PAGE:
Lawyers say Robert Kraft will suffer ‘irreparable harm’ if video is released in Fla. prostitution case
New England Patriots owner Robert Kraft will suffer “irreparable harm” from the release of video footage that allegedly captured him buying sexual favors at a Florida spa, and public disclosure could “destroy” his chances of getting a fair trial, his lawyers said Wednesday.
Attorneys for Kraft, 77, made the assertions in a legal filing in Palm Beach County, where he currently faces two misdemeanor counts of soliciting prostitution at Orchids of Asia Day Spa in Jupiter, Fla., in January.
Kraft, through his representatives, has denied engaging in criminal activity, pleaded not guilty, and requested a jury trial.
He’s requesting that the video footage be sealed pending further order of the court, a motion opposed by several media outlets, including the Boston Globe.
In a memorandum supporting Kraft’s second amended motion to seal the evidence, his legal team said his due process rights hang in the balance.
“In particular, disclosure [of the video evidence] would further infringe Mr. Kraft’s constitutionally protected privacy rights and interests, as well as his constitutional right to a fair trial, in ways that thereafter could not be cured,” his lawyers wrote. “Nor do the interests invoked by the Media weigh as heavy on the scales, or even belong on the scales, particularly at this early stage of the proceeding.”
Attorneys for the media outlets have cast their efforts to obtain the footage, which allegedly shows Kraft paying for sexual favors, as a public service.
“Human sex trafficking has become known as a major human rights tragedy, often involving extensive criminal enterprises,” media outlets’ attorneys said in a recent filing. “In their role as surrogates for keeping the public informed about this matter, the Media Intervenors . . . rely on state, county, and local public records, as well as judicial records, to gather information for this critical news story.”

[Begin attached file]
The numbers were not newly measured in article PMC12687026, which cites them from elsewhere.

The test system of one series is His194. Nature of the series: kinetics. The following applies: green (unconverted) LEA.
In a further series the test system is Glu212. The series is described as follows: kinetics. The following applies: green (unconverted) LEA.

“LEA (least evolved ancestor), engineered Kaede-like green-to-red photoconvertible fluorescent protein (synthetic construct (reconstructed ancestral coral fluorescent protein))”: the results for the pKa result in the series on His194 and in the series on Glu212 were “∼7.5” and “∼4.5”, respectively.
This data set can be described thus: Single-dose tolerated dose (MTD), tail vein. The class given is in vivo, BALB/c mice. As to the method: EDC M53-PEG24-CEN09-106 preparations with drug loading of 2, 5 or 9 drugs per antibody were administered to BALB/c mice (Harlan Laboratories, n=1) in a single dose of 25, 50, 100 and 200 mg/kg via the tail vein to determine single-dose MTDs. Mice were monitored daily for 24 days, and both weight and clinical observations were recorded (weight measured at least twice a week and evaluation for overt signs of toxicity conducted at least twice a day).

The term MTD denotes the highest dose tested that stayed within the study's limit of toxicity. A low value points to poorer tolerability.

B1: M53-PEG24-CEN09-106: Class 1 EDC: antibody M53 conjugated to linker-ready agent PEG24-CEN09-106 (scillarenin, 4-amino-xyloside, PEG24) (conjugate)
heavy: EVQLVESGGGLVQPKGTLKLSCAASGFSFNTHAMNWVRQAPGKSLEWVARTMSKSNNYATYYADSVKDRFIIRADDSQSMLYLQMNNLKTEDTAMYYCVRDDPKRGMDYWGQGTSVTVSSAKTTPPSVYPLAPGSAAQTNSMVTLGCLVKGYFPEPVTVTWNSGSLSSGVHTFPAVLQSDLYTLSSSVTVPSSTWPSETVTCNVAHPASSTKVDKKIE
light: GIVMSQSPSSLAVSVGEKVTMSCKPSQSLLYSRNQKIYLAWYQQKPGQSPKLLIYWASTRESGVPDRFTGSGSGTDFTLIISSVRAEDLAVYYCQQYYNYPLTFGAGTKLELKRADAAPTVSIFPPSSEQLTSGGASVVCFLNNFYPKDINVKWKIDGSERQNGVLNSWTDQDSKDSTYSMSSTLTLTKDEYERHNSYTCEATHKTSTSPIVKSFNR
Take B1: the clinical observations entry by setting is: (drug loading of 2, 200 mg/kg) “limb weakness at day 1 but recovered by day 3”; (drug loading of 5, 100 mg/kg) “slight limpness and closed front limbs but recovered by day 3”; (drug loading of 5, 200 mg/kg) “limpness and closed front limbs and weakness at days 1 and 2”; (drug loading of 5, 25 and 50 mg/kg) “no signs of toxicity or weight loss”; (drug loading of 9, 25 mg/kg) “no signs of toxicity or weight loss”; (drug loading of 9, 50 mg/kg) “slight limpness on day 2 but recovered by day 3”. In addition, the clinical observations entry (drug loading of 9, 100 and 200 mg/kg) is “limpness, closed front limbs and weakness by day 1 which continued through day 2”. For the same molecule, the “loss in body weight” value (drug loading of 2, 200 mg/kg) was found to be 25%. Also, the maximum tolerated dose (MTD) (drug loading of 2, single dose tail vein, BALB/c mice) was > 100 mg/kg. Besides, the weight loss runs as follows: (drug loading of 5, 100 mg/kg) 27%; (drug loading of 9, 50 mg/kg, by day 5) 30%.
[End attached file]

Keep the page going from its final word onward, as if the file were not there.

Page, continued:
Kraft was one of 25 men arrested in the investigation at the Jupiter spa, which was linked to a larger probe across multiple Florida counties looking into possible human trafficking at spas. Neither Kraft nor any of the other men arrested have been charged with human trafficking.
Kraft’s lawyers said Wednesday that rights “of public access are important, to be sure, but those rights simply do not go so far as to entitle the Media to get out in front of these proceedings, preempt suppression rulings, and crack open protected law-enforcement files so as to unearth the most sensitive and suspect portions thereof without regard for the defendant’s legitimate privacy and due process rights.”
In a separate motion, Kraft’s lawyers are asking a judge to suppress the video evidence, barring prosecutors from showing it to jurors at trial.
His lawyers have argued that Jupiter police got a warrant to secretly install cameras at the spa by falsely suggesting human trafficking may have been going on there.
In Wednesday’s filing related to the media’s efforts to get the video evidence, Kraft’s lawyers wrote that to “permit media and public access to the Videos would inflict irreparable harm on Mr. Kraft before essential legal determinations and proceedings can run their course.”